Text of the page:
By 2020 there will be 6.1 billion smartphone users – more than double the 2.6 billion users recorded in 2014. So it’s no wonder that charities are using mobile to run innovative campaigns, connecting with more supporters and generating income. Zoe Amar looks at three charities innovating with mobile.
Innovation needs to be meaningful
Just doing something new for its own sake is not enough. Paul de Gregorio, Head of Mobile at Open Fundraising, thinks charities should focus on the following areas.
‘When we’re looking at innovation we’re looking at 3 key things: what phones can do, what people are actually doing on their phones and what drives the highest response in terms of income. Focusing on the coolest new feature alone isn’t enough,’ he says.
Let’s look at how three charities are using mobile to innovate.
Testing new platforms
The RNLI have trialled a number of mobile innovations over the past year, including the first Apple Watch App from a UK charity.
The main stand out for them was their trial of social messaging app Snapchat. They used the platform to give a glimpse into the day of a lifeguard, sharing live photo and video footage from the beach, and snaps of beach safety advice, recruitment information and a Q and A session with a lifeguard. This connected supporters with the lifesaving work carried out by the lifeguards on patrol, and showed that the younger demographic on the platform were interested in the RNLI. The charity gained more than 1,000 followers in the first 24 hours.
Innovation involves risks so it’s important to go into mobile innovation with an open mind. The RNLI’s social media manager Becky Steeden told me that,
‘Last summer, for us, was about testing the platform and exploring its quirks and features; and whether anyone was interested in hearing from the RNLI on Snapchat! The biggest challenge was getting our heads around the safeguarding issues and the lack of analytics is also a drawback.’
Steeden counsels other charities using Snapchat to be brave, saying that, ‘You have to snap quickly or the moment is gone. Snapchat forcibly frees you up from brand style guidelines and approval processes – it’s risky but fun, and demands creativity in the moment. I think the ephemeral social media trend will be around for a while and mobile is integral to this. The challenge will be working out where we fit in and what real benefits it can bring our charity.
Charities can also use mobile innovations to campaign. De Gregorio says, ‘I love Amnesty’s ‘Pocket Protest‘ as it puts activism into the phones of a completely new audience.’ This SMS action network encourages people to take action via their smartphones. Amnesty texts network members with news about someone who needs urgent support, such as an outspoken blogger who has disappeared, and then asks them to text back if they’d like to take action, such as signing a petition. To date the network has more than 70,000 members. It’s an innovative way to connect new audiences with your cause via mobile.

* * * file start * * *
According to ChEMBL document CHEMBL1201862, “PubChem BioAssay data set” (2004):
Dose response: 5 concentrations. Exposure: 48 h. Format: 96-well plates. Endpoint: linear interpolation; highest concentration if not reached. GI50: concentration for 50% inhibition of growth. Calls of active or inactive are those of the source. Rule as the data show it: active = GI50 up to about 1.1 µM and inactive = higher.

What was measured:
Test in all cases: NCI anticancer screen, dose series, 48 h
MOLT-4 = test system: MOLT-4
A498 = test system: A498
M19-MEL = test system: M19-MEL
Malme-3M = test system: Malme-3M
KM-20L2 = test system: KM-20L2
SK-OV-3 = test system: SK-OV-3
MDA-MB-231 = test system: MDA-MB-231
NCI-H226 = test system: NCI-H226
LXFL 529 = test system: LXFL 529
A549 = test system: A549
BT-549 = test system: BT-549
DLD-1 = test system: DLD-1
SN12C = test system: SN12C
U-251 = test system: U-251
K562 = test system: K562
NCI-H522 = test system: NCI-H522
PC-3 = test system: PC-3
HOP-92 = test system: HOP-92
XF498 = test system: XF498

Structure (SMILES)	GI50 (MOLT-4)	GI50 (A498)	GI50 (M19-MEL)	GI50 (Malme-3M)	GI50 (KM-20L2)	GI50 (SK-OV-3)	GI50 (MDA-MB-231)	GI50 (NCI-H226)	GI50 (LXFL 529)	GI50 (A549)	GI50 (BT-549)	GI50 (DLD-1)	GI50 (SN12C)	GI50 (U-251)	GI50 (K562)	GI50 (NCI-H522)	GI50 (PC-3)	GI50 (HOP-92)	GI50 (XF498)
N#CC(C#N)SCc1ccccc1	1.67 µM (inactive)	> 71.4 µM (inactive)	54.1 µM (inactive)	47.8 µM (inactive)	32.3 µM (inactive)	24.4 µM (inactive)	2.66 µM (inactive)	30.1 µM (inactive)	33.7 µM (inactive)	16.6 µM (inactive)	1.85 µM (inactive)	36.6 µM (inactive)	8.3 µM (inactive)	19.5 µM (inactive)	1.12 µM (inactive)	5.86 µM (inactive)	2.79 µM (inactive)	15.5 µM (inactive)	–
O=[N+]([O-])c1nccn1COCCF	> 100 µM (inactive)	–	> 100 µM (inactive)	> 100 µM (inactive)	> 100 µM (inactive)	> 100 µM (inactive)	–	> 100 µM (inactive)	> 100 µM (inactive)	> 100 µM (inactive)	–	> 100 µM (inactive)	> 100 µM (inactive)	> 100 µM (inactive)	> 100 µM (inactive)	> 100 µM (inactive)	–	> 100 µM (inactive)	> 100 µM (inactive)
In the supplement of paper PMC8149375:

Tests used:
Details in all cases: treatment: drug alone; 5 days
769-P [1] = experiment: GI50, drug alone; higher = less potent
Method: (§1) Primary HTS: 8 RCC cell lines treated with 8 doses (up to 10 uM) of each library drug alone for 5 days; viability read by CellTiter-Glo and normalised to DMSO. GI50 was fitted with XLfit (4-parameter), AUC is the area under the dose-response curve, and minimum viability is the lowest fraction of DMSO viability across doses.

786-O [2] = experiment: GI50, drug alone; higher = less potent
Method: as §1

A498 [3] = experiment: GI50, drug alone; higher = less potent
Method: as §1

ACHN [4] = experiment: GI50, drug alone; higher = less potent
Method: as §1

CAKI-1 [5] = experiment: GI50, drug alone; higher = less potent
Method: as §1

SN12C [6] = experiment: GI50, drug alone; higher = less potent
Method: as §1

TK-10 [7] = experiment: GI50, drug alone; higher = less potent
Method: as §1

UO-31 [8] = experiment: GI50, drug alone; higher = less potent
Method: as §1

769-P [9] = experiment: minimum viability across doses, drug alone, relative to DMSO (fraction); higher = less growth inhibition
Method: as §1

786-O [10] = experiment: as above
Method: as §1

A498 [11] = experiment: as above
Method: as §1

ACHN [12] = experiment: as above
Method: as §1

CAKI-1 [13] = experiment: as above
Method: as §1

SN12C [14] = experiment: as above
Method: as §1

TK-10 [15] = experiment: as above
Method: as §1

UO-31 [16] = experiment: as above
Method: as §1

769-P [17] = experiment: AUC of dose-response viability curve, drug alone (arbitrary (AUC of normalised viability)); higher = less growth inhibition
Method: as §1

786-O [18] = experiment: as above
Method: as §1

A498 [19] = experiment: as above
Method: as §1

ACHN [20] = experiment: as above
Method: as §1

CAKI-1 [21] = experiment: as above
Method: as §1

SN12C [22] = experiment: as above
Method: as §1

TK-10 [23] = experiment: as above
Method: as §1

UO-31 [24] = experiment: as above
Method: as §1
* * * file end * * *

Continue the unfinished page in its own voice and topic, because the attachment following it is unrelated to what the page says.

Generate engagement and create high quality prospects
World Vision recently used mobile in a child sponsorship campaign. The charity and its agency, Open Fundraising, knew that if mobile was to be used successfully for child sponsorship, prospects needed to be introduced to the child. This required significant technical innovation via personalised SMS.
The campaign asked members of the public to register their interest in response to poster advertising by SMS, with conversion taking place with a follow-up call.
Potential sponsors texted BOY or GIRL which triggered the immediate sending of a unique photo so they could ‘meet’ their child as soon as possible. Personalised texts delivered the photo, introducing the child by name, their age and location.
Data was then transmitted to the telephone fundraising agency, so fundraisers knew exactly who the prospect had been introduced to and could seamlessly complete the story. Once a child had been ‘allocated’ to a potential sponsor it was removed as an option for future sponsors.
This campaign created high quality prospects for child sponsorship for the first time for World Vision – exceeding the conversion rates and sponsorship values achieved through existing channels.
In conclusion, charities need to use mobile to innovate to keep pace with their supporters. Experimenting with new platforms, utilising smartphones as campaigning tools and personalised SMS are just three ways to do so. How would you like your charity to use mobile to innovate?